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Over the last 18 months, the Constitution of the United States has been raped by both the federal and state governments of “We the People” in the name of our assumed “public safety.”
John Adams wrote in a July 1775 letter to his wife, Abigail Adams, that “Cities may be rebuilt, and a people reduced to poverty, may acquire fresh property: But a Constitution of Government once changed from freedom, can never be restored. Liberty once lost is lost forever. When the people once surrender their share in the Legislature, and their right of defending the limitations upon the government, and of resisting every encroachment upon them, they can never regain it.”
When Thomas Jefferson wrote in the “Declaration of Independence” in 1776 that our rights come from God via our humanity, he and his colleagues set the 13 colonies on a path toward limited government based upon the consent of the governed. The declaration proclaimed that the sole moral function of government is to protect life, liberty and property.
In 1776, the colonial governments here consisted of governors appointed by the British king and popularly elected legislatures chosen by the adult, white, land-owning males who bothered to vote.
I say “bothered to vote” because the colonists knew that their legislatures were largely subject to the governors. The same colonists who supported the idea of secession hated the colonial governors as they more frequently than not bypassed the legislatures and issued edicts that they then enforced as if they were laws.
The practice of issuing gubernatorial edicts became so unpopular that 10 of the 13 colonies amended their own constitutions in 1776 and 1777 so as to define more precisely the principle of the separation of powers.
The history of the revolutionary period reflects two wars: a war of violence against the King’s Soldiers and a war of ideas to persuade reluctant colonists of the value of personal liberty.
The principal instrument of the war of ideas, and the one that James Madison embedded into the Constitution in 1787, was the separation of powers.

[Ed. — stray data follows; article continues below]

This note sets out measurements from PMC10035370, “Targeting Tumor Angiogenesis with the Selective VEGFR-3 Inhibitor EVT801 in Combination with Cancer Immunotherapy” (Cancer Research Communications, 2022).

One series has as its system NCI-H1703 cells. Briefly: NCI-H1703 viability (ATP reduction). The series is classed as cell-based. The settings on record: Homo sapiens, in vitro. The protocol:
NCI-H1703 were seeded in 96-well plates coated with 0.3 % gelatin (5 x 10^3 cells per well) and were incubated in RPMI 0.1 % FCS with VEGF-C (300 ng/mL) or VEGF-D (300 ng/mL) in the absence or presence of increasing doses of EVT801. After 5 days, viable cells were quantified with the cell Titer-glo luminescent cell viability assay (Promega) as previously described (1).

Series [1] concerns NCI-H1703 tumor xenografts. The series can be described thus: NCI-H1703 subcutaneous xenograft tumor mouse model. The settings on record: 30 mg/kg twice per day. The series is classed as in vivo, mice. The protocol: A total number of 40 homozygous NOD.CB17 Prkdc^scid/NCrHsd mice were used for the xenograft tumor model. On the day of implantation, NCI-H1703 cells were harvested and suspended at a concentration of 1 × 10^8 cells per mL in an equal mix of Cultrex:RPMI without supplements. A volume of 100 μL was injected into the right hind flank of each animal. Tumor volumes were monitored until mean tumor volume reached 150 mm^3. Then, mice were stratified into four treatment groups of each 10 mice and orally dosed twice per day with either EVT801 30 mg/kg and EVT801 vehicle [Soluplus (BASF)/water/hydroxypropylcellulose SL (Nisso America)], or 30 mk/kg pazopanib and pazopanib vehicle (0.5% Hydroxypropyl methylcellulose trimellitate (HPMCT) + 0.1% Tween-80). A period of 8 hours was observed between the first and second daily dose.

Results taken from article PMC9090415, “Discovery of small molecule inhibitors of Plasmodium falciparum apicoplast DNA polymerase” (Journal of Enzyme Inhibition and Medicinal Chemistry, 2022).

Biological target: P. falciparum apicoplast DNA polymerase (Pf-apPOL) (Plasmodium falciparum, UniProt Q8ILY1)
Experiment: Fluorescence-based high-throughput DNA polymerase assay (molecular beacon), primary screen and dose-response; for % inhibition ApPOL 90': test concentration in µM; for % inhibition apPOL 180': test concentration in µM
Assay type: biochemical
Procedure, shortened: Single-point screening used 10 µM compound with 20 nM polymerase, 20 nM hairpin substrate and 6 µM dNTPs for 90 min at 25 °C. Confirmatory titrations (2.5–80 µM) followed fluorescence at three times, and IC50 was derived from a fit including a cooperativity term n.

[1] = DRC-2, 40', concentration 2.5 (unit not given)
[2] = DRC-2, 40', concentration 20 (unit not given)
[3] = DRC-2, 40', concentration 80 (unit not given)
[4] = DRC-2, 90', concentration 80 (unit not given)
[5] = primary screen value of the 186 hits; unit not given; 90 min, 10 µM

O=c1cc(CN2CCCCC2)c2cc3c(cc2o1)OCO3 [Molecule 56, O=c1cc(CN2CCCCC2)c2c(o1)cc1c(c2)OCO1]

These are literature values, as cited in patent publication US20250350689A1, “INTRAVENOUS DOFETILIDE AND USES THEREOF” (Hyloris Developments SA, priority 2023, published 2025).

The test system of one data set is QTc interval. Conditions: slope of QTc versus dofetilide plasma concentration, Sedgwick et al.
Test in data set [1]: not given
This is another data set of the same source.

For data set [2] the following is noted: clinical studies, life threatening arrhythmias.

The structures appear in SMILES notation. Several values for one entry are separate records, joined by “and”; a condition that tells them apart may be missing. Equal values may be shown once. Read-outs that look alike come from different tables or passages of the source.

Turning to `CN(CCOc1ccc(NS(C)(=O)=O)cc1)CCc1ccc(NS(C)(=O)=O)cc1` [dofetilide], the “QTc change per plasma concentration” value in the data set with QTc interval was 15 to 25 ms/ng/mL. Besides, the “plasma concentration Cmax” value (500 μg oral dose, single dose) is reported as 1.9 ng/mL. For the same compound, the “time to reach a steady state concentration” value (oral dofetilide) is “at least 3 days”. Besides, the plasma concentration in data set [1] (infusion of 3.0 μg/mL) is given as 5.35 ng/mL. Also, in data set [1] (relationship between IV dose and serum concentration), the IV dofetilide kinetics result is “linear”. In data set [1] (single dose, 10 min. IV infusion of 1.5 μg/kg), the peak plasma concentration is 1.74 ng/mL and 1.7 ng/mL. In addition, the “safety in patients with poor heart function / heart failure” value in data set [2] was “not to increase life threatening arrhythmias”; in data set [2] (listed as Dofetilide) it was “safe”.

The separation of powers, which the late Justice Antonin Scalia called the backbone of the American Constitution, mandates that only the legislature can write laws and only the executive can enforce them and only the judiciary can interpret them.
The immediate purpose of the separation is to enable any one of the branches to be a check on the other two so that by tension and even jealousy no one branch could exceed the powers granted to it by the Constitution.
If the president wrote laws, the courts would invalidate them; if the Congress interpreted laws, the president and the courts would ignore it; if the courts hired folks to enforce laws, the Congress would not fund their salaries.
The ultimate purpose of the separation is to prevent tyranny and thereby preserve liberty.
To assure that the separation of powers worked at the state level, Madison wrote the Guarantee Clause into the Constitution. The Supreme Court has ruled that it guarantees the same separation of powers in the states as is required of the feds.
Over the last 18 months, hundreds of edicts have been issued by mayors and governors, and a few by both presidents Donald Trump and Joseph Biden. None has the force of law, and each is a legal nullity for the simple reason that only legislatures can enact standards of behavior that carry punishments for noncompliance, otherwise known as “laws.”
The Legislature of New York even gave away some of its powers to its governor, and that, too, is unconstitutional, as the Supreme Court has ruled that the branches of government cannot cede away or exchange powers, and when they do so, it is a legal nullity.
I am not surprised when the government thumbs its nose at the Constitution that its agents and officers have sworn to uphold and at the legal theories upon which it is based. After all, the Constitution was written to keep the government off the people’s backs. No wonder our government hates it so much.
I am, however, dumbstruck by the great mass of people who act as sheep, when they reject the values of America’s founding documents and they ignore the history and courage that has undergirded personal liberty in our once free society.
For the last 18 months, the executive branch of the federal government and of nearly all states has told “We the People” how to live, dress, work, travel, attend church, run our businesses, and control our bodies in defiance of our Constitution; and the people — yearning more for a false sense of security than the reality of freedom — bowed down and said: YES.
Does the government work for us, or do we work for the government? Do we still have a functional Constitution? Can freedom so bitterly fought for and arduously won be this easily dissipated?
The answers to these questions are too repugnant for this American who weeps for liberty to articulate.